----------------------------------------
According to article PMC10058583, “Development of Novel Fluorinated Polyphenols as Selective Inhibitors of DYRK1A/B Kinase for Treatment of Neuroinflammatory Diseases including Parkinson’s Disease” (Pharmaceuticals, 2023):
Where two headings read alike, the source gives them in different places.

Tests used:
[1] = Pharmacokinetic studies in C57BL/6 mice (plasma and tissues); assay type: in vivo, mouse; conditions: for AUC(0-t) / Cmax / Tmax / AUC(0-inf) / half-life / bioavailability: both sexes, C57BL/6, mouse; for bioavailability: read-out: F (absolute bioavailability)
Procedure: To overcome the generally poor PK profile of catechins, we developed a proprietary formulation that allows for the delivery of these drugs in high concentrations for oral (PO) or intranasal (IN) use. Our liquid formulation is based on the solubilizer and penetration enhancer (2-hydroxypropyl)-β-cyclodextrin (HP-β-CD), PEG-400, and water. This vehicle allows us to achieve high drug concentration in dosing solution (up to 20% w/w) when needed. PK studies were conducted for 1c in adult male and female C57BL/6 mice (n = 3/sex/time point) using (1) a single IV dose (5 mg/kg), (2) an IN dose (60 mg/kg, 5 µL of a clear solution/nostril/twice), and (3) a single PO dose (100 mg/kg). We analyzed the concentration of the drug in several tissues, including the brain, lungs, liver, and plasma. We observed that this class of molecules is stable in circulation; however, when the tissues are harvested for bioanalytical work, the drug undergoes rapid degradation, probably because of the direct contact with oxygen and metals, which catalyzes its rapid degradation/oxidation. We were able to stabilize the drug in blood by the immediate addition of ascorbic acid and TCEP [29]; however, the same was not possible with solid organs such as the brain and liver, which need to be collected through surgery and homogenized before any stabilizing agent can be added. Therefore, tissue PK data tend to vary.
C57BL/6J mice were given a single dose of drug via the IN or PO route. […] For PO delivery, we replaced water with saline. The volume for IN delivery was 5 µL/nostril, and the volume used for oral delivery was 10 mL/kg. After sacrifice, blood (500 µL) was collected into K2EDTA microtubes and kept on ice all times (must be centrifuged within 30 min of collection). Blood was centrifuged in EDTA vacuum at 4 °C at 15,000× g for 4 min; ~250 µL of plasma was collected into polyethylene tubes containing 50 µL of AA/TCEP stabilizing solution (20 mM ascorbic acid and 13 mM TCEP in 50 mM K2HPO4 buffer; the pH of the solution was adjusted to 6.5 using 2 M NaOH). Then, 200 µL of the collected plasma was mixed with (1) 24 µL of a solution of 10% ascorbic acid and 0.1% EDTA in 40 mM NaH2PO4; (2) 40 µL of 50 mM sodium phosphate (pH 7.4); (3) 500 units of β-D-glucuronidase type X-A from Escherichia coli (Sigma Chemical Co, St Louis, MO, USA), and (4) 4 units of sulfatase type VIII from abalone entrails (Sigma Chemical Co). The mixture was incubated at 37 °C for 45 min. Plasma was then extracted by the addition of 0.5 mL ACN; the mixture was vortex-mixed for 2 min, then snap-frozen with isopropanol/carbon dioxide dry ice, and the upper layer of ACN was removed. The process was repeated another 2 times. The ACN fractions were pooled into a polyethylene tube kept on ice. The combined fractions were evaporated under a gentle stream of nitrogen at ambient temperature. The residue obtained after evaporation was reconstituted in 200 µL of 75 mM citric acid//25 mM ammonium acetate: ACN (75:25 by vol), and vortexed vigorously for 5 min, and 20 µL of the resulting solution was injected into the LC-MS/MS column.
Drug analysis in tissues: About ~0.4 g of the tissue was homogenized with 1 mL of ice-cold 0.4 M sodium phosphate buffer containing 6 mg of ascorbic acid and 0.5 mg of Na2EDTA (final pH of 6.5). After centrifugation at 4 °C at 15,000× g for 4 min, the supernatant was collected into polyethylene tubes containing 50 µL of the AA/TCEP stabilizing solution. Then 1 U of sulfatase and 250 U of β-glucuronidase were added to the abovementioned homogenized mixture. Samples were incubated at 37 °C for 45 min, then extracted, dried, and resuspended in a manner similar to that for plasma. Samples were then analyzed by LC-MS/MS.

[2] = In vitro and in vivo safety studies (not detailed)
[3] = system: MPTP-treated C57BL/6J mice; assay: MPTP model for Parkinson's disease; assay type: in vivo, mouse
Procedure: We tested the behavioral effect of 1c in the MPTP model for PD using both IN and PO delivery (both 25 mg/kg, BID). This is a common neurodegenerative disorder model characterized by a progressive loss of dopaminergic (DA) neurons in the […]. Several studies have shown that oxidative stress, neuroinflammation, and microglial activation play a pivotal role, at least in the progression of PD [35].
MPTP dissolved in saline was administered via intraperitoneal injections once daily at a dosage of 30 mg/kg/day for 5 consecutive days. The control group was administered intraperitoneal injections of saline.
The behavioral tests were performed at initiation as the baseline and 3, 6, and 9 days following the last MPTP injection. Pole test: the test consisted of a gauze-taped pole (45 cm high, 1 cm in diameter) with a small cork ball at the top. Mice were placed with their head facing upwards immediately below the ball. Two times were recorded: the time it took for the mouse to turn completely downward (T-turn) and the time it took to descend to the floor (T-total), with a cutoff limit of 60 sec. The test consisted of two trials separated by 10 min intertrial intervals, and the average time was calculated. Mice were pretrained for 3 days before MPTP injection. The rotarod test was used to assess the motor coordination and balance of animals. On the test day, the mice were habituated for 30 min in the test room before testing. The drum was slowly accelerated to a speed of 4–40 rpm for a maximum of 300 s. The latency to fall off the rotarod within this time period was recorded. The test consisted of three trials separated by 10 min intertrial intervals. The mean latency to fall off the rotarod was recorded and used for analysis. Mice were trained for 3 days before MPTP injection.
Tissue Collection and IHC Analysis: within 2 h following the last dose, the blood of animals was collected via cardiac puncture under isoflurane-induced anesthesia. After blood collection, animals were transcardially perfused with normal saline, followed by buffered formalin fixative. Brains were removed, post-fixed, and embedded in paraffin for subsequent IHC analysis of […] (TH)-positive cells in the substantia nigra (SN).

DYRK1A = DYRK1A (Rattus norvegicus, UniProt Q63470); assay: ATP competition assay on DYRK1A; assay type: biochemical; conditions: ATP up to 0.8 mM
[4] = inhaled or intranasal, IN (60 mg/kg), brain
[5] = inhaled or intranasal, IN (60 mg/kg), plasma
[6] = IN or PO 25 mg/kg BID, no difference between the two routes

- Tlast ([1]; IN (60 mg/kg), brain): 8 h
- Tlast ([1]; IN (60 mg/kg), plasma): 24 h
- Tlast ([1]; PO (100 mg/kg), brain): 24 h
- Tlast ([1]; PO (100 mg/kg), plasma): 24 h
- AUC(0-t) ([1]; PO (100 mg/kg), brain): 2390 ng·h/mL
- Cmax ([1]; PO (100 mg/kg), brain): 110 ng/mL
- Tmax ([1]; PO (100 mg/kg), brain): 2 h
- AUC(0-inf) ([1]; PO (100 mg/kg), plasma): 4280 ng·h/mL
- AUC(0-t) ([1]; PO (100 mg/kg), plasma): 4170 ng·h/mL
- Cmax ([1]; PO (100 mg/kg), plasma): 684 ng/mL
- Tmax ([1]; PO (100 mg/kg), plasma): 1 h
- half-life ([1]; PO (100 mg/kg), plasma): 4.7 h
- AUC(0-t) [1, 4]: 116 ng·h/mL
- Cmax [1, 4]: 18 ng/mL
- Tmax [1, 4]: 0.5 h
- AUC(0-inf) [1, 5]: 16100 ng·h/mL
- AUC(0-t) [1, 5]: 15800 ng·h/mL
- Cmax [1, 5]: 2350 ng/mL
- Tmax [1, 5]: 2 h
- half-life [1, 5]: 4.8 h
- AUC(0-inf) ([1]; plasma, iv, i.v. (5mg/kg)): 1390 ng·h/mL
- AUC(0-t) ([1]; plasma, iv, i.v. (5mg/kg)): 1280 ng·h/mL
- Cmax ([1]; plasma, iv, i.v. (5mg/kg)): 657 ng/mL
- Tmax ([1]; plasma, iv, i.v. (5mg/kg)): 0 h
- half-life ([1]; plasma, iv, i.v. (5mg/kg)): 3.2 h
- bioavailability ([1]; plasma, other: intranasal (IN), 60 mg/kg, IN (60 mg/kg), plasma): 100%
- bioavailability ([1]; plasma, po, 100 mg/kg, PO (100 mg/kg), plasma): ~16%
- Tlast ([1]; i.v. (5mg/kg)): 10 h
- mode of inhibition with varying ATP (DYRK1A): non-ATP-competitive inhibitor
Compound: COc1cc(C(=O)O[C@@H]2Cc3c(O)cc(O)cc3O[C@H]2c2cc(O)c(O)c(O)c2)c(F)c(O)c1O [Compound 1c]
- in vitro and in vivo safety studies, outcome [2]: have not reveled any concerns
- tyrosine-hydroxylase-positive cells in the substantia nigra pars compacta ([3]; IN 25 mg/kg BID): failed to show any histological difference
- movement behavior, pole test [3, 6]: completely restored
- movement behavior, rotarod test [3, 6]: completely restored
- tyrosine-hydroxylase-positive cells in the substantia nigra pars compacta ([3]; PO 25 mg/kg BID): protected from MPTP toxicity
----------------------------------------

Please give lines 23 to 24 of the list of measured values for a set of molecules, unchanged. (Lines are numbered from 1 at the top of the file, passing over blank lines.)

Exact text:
- Cmax ([1]; PO (100 mg/kg), brain): 110 ng/mL
- Tmax ([1]; PO (100 mg/kg), brain): 2 h